Our house is a disaster. There, I said it. We had company for almost a month, and my mother-in-law was such a help to me, I hardly did anything. Now I’m paying the price.
I most definitely prefer a regular habit of basic upkeep so that the home doesn’t get to the point of unrecognition (yes, I just made up that word). But it has, so I’ve called upon the troops and have declared a War on Mess.
Photo by Torri 479
Today and tomorrow, we will be overhauling the house, with the hopes that I can get some serious organizing done this weekend. We have guests coming over for dinner Friday night, so the goal is to have everything clean by then.
Lesson #1 – Have a very tangible, rapidly-approaching-yet-doable goal for your cleaning. Inviting friends over for dinner is a great one.
Staying true to my word, I’m not going to bite off more than I can chew and plan on doing more than I can. Today will be mostly damage repair, while tomorrow will be the actual cleaning (dusting, vacuuming, and the like).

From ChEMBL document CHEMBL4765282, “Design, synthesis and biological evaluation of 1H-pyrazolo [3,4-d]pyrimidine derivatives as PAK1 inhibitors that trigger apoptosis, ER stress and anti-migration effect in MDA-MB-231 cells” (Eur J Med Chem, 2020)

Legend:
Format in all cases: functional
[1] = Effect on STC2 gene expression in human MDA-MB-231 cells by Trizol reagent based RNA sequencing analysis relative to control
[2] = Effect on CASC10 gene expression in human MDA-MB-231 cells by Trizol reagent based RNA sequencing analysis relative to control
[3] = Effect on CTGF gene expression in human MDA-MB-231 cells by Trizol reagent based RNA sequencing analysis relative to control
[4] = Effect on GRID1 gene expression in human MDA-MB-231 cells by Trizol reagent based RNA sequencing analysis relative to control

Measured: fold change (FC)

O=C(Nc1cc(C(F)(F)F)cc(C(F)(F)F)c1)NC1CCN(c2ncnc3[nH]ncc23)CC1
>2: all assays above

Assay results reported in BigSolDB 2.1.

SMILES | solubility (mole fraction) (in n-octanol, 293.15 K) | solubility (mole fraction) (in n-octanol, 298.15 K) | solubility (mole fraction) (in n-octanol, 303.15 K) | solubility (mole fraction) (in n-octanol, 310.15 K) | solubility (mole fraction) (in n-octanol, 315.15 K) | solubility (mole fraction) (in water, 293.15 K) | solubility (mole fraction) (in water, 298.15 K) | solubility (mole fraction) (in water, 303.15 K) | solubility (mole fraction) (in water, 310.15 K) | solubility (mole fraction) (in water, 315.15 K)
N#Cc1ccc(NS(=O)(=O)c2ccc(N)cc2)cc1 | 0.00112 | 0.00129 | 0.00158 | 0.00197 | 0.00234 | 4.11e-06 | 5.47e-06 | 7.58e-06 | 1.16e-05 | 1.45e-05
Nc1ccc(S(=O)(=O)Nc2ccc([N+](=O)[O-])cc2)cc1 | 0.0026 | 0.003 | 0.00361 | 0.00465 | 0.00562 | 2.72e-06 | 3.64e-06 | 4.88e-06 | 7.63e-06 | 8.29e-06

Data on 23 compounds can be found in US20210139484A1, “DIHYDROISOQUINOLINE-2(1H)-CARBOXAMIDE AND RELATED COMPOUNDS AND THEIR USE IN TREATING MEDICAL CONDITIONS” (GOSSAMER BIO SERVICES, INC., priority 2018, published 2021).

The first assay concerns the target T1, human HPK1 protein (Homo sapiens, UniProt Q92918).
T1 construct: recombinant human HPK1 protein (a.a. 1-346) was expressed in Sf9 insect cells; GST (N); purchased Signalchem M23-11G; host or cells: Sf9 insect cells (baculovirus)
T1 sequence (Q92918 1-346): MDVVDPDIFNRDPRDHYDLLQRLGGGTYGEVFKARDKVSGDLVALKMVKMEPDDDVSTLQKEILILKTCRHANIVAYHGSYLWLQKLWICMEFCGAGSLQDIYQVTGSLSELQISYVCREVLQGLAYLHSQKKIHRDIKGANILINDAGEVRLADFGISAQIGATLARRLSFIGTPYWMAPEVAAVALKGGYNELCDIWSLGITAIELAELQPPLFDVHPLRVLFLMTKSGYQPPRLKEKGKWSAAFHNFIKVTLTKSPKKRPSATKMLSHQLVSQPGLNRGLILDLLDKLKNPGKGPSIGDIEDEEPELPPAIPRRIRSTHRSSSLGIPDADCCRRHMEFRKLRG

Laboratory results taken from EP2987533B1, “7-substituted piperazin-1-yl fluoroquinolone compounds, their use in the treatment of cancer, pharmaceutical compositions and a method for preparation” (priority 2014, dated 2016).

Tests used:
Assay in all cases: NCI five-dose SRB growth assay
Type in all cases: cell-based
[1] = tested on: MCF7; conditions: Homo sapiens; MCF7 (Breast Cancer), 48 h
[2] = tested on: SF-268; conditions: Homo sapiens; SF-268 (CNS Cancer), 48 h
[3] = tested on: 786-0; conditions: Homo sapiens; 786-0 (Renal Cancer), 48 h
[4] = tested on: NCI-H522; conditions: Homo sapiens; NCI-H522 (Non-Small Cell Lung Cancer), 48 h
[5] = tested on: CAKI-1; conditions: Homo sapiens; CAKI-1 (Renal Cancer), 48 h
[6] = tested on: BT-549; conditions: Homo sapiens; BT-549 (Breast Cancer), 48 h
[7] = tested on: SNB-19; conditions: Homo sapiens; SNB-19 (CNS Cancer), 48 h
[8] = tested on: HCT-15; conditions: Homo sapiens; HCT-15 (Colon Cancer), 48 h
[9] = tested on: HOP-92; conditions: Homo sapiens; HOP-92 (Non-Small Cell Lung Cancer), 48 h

Lesson #2 – Divide your cleaning goals into manageable chunks. That way, you can “check off” decluttering one day, then move on to scrubbing and dusting. You’ll feel more accomplished.
I also know my body ebbs and flows with energy highs and lows, so I’m going to tackle the tough stuff in the morning (my energy high) and the easy stuff in the afternoon (my energy low). I’m also going to take frequent breaks so that I don’t burn out. I’ll set a timer for 30 minutes of cleaning, 10 minutes of rest.
Lesson #3 – Know yourself and clean with your body’s rhythms, not against it.
Since we’re all involved in this, we’re going to make it fun. We’re talking a lot, we’re listening to music, and we’re still being silly as we work (tickle attacks, funny voice impressions… you know the drill). We’ll get discouraged, bored, and possibly bitter if we don’t.
Lesson #4 – Do what you need to stay in a good mood. Be cheerful. You are blessed to have a home to clean!